An inside look at the fashion scene that was part and parcel of the early hip hop music scene PE
“Fresh” - meaning, acceptable and highly approved by someone.
Origin: NYC Hip-hop Community Mid 1980′s
Fresh is derived by the idea of seeing something brand new, attractive, cool, like new clothing or footwear. It is used to refer to anything highly approved by someone.
e.g. “Those are some fresh shoes!”
The hip-hop community define the word ‘fresh’ as the notion of having something new, something that will represent your worth and how much you can afford. Ultimately this says a lot about who you are. Used as a term in a place and time of great inner-city poverty where music was the tool out of the ghetto and what you wore marked you worth.
The hip-hop style is often flashy, gold chains, pieces of clothing emblazoned with the name of a high-end fashion brand, and sports logos. But above all, hip-hop fashion is about looking pristine and always having something brand new, a symbol of wealth, credibility, pride and undeniable style.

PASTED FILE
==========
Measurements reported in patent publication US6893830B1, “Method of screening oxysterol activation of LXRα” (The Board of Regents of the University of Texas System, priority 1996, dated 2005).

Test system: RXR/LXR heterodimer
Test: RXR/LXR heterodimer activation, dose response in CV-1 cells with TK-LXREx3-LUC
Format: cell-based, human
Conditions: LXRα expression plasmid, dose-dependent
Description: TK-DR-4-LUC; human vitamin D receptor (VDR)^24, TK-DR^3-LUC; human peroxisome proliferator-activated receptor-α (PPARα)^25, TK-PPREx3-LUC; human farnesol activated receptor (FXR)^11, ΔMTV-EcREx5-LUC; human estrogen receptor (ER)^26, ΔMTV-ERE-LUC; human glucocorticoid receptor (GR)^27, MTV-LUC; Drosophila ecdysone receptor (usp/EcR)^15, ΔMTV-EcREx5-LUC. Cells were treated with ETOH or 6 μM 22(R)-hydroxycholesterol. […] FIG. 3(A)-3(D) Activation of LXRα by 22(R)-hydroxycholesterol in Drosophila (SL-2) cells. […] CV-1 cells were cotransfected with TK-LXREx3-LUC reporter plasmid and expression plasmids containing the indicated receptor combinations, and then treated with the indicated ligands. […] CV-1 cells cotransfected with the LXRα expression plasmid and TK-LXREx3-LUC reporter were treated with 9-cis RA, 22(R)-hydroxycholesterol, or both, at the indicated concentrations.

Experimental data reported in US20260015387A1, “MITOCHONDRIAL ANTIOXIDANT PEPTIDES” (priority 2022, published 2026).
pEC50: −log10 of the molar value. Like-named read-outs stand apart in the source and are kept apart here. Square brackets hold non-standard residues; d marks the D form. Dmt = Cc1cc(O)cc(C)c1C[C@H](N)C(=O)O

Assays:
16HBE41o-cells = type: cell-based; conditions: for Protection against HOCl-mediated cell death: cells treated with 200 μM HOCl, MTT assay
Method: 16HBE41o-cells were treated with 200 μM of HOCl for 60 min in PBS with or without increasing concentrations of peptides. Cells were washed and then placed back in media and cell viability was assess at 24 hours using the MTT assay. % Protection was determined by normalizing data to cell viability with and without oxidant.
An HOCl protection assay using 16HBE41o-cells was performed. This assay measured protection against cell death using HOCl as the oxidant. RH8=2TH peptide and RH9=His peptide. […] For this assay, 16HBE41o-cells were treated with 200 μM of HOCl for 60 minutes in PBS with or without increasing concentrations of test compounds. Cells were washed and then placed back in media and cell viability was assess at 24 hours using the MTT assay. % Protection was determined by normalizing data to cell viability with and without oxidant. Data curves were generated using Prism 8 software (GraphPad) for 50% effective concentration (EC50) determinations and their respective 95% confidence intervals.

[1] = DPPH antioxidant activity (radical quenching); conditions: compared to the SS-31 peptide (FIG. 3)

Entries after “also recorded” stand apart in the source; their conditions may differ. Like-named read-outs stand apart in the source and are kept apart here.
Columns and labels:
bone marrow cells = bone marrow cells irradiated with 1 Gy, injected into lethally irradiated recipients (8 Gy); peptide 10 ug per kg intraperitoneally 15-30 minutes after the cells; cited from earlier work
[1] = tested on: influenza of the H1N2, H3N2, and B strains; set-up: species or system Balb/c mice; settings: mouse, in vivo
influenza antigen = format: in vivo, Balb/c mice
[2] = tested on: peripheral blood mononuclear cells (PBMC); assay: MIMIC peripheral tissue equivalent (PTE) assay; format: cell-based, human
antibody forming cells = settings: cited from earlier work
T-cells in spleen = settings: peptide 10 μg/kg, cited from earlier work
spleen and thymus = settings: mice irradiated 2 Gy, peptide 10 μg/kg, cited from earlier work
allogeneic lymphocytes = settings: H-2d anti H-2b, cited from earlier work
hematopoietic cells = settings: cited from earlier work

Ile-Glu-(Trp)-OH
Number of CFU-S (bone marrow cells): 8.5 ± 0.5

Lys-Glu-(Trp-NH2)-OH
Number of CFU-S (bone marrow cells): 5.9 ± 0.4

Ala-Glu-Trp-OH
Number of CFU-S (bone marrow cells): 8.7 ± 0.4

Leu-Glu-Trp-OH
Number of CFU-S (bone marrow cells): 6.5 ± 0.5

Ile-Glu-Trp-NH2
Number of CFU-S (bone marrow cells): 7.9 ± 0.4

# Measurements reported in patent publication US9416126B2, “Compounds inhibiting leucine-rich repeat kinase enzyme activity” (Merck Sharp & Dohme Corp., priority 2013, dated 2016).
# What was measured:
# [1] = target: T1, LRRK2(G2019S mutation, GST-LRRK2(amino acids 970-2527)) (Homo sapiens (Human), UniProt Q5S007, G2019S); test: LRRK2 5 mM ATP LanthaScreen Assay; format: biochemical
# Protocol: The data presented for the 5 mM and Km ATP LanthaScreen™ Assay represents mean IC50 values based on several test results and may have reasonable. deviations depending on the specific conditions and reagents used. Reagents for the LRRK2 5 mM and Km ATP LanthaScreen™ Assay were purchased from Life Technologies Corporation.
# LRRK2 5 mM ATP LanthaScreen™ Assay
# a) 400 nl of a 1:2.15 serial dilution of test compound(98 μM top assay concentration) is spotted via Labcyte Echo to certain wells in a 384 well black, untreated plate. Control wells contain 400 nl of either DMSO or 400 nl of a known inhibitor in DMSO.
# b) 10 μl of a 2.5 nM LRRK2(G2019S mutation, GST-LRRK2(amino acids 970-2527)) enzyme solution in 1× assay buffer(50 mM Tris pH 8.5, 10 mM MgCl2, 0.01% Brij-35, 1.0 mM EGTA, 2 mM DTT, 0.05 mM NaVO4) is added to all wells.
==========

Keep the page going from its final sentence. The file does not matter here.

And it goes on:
“Looking clean and crisp is a big part of the urban aesthetic”, said Sacha Jenkins, director of documentary Fresh Dressed. The documentary offers an insight into the world of hip-hop and its ongoing relationship with fashion.
Starting from the cotton plantations, through to urban streets, into shopping malls and all the way to the pages of the glossiest of fashion magazine; it has travelled far in a short space of time.
Fresh dressed trailer